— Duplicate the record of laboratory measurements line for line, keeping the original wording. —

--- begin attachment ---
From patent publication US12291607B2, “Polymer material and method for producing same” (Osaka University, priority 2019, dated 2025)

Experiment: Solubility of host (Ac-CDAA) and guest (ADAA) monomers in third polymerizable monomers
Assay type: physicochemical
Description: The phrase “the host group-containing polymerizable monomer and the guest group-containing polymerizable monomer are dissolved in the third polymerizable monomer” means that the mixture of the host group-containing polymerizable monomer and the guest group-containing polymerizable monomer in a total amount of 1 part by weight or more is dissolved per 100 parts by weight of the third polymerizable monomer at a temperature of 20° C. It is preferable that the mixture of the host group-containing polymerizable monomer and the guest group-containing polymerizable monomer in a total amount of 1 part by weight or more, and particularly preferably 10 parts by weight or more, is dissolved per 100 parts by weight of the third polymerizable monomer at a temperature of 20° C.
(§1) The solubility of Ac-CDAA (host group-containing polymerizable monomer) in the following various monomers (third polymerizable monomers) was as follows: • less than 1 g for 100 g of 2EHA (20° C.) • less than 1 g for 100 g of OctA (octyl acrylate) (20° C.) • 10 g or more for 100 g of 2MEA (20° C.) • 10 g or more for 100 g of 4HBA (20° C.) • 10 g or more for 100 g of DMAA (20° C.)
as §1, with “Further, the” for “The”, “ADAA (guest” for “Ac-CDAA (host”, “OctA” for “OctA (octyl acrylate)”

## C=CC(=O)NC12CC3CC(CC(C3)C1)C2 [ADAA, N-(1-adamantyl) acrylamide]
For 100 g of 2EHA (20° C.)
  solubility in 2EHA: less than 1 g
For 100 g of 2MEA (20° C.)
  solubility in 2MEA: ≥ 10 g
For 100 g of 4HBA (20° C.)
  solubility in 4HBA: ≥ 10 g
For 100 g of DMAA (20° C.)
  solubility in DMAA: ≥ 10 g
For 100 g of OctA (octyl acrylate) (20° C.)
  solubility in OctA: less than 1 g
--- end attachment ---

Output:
From patent publication US12291607B2, “Polymer material and method for producing same” (Osaka University, priority 2019, dated 2025)

Experiment: Solubility of host (Ac-CDAA) and guest (ADAA) monomers in third polymerizable monomers
Assay type: physicochemical
Description: The phrase “the host group-containing polymerizable monomer and the guest group-containing polymerizable monomer are dissolved in the third polymerizable monomer” means that the mixture of the host group-containing polymerizable monomer and the guest group-containing polymerizable monomer in a total amount of 1 part by weight or more is dissolved per 100 parts by weight of the third polymerizable monomer at a temperature of 20° C. It is preferable that the mixture of the host group-containing polymerizable monomer and the guest group-containing polymerizable monomer in a total amount of 1 part by weight or more, and particularly preferably 10 parts by weight or more, is dissolved per 100 parts by weight of the third polymerizable monomer at a temperature of 20° C.
(§1) The solubility of Ac-CDAA (host group-containing polymerizable monomer) in the following various monomers (third polymerizable monomers) was as follows: • less than 1 g for 100 g of 2EHA (20° C.) • less than 1 g for 100 g of OctA (octyl acrylate) (20° C.) • 10 g or more for 100 g of 2MEA (20° C.) • 10 g or more for 100 g of 4HBA (20° C.) • 10 g or more for 100 g of DMAA (20° C.)
as §1, with “Further, the” for “The”, “ADAA (guest” for “Ac-CDAA (host”, “OctA” for “OctA (octyl acrylate)”

## C=CC(=O)NC12CC3CC(CC(C3)C1)C2 [ADAA, N-(1-adamantyl) acrylamide]
For 100 g of 2EHA (20° C.)
  solubility in 2EHA: less than 1 g
For 100 g of 2MEA (20° C.)
  solubility in 2MEA: ≥ 10 g
For 100 g of 4HBA (20° C.)
  solubility in 4HBA: ≥ 10 g
For 100 g of DMAA (20° C.)
  solubility in DMAA: ≥ 10 g
For 100 g of OctA (octyl acrylate) (20° C.)
  solubility in OctA: less than 1 g